Some 8,000 people marched in Brussels towards the headquarters of the European Union chanting “Freedom! and launch fireworks.
The crowd was smaller than the 35,000 vaccine and lockdown skeptics who marched last month.
Protesters were prevented from reaching the roundabout outside the EU headquarters by a barricade of barbed wire and a line of riot officers.
As two drones and a helicopter circled overhead, they launched fireworks and cans of beer. Police responded with water cannons and tear gas.
As the crowd dispersed into small groups around the European Quarter, clashes escalated and some set fire to garbage barricades.
Events in European cities
Several European countries have seen protests in recent weeks as governments respond to an increase in COVID cases with tighter restrictions.
Organizers of Sunday’s protests hoped to match the protest on November 21, in which police appeared to be caught off guard as the rally turned violent.
Protesters have opposed mandatory health measures, such as masks, lockdowns and vaccine passes, and some share conspiracy theories.
Banners on Sunday compared the stigma of the unvaccinated to the treatment of Jews forced to wear yellow stars in Nazi Germany.
“Covid = organized genocide,” said a sign. “The QR code is a swastika,” said another, referring to the EU’s COVID security digital certificate.
“I cannot stand any form of discrimination, and now there is the vaccine pass which is discriminatory, the penalties for [unvaccinated] caregivers who are also discriminatory, there is the compulsory vaccination which is directed towards us, declared a demonstrator, the professor of martial arts Alain Sienaort, quoted by the press agency Reuters.
“It’s just discrimination, so we have to fight it. We don’t want a dictatorship.
Parents, some of whom brought young children to the protest, chanted their belief that the vaccine would make their toddlers sick.
Uniformed firefighters marched ahead of the protest as it made its way through town, demanding the right to refuse vaccination.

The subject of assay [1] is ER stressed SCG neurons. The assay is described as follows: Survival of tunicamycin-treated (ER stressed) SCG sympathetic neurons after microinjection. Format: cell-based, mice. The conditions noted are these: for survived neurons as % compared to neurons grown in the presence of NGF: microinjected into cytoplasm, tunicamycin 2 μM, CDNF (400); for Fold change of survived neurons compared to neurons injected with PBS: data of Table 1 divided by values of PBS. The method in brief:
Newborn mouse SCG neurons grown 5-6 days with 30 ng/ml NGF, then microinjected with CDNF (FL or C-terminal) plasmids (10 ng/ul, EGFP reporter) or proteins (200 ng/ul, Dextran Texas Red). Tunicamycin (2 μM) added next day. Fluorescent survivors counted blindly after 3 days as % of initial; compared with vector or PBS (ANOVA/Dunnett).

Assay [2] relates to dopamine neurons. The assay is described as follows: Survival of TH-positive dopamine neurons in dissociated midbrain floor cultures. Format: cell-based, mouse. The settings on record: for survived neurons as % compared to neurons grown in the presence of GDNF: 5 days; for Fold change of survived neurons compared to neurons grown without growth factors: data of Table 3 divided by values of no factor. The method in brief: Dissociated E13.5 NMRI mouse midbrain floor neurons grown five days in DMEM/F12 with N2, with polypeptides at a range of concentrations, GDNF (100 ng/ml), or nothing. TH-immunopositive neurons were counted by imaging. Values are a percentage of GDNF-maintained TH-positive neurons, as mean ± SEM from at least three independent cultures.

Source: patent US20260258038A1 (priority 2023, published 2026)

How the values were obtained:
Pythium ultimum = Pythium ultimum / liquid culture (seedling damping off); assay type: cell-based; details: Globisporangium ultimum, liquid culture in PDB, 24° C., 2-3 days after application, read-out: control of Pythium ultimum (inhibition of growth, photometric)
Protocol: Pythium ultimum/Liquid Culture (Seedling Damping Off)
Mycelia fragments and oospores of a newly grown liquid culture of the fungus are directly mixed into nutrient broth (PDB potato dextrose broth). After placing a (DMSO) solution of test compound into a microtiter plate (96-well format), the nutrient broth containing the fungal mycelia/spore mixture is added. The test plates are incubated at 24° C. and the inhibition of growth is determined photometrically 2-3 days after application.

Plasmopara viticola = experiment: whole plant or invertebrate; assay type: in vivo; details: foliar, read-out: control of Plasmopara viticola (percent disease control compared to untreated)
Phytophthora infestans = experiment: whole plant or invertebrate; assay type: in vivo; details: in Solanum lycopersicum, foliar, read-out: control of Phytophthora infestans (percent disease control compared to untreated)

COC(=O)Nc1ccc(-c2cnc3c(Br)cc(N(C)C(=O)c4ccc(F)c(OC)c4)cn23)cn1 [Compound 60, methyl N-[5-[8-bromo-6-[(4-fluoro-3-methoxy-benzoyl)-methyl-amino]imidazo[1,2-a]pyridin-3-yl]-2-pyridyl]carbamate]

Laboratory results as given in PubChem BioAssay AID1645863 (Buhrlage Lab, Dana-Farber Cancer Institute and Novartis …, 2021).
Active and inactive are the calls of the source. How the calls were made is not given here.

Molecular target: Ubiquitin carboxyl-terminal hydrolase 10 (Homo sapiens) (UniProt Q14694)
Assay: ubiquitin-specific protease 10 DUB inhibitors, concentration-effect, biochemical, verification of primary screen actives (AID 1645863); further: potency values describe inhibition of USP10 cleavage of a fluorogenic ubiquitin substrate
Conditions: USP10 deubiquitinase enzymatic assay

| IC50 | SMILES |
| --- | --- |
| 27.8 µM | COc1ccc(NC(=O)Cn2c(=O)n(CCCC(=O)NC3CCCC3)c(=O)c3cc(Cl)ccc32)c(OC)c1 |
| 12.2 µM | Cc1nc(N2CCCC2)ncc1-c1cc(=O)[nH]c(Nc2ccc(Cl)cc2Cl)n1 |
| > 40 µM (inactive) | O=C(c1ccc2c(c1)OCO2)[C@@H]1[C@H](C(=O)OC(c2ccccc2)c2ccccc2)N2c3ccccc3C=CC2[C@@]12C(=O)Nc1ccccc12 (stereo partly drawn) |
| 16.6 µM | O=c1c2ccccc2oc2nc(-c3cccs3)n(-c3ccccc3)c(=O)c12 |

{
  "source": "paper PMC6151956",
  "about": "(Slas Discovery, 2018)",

The measures imposed to tackle COVID in Belgium were decided by the country’s national and regional governments, but the European Union has also drawn the ire of skeptics.
European Commission President Ursula von der Leyen said on Wednesday that she felt it was time to “think about compulsory vaccination”, a suggestion which was denounced by speakers at the protest.
Belgian Prime Minister Alexander de Croo on Friday announced a series of measures to toughen health rules, bringing the Christmas school holidays forward and asking children six and over to wear masks.
Belgium, with a population of 11 million, has recorded an average of more than 17,800 daily COVID-19 infections over the past seven days, as well as 44 deaths.
About 800 people with severe forms of the disease are in intensive care in hospitals across the country, resulting in overcrowding and the postponement of treatment for many other ailments.
Separately, Austrian police said some 40,000 people gathered in the capital Vienna on Saturday to denounce a lockdown due to go into effect on Monday and compulsory vaccination from February.
Protesters carried signs saying “No to vaccination warrants” or “Jesus protects children, not vaccines”. Many have ignored the mask requirements.
Four police officers were injured during the arrest of a drunken protester, police said.
Protests were also reported across Luxembourg, Germany, Italy and the Netherlands over the weekend.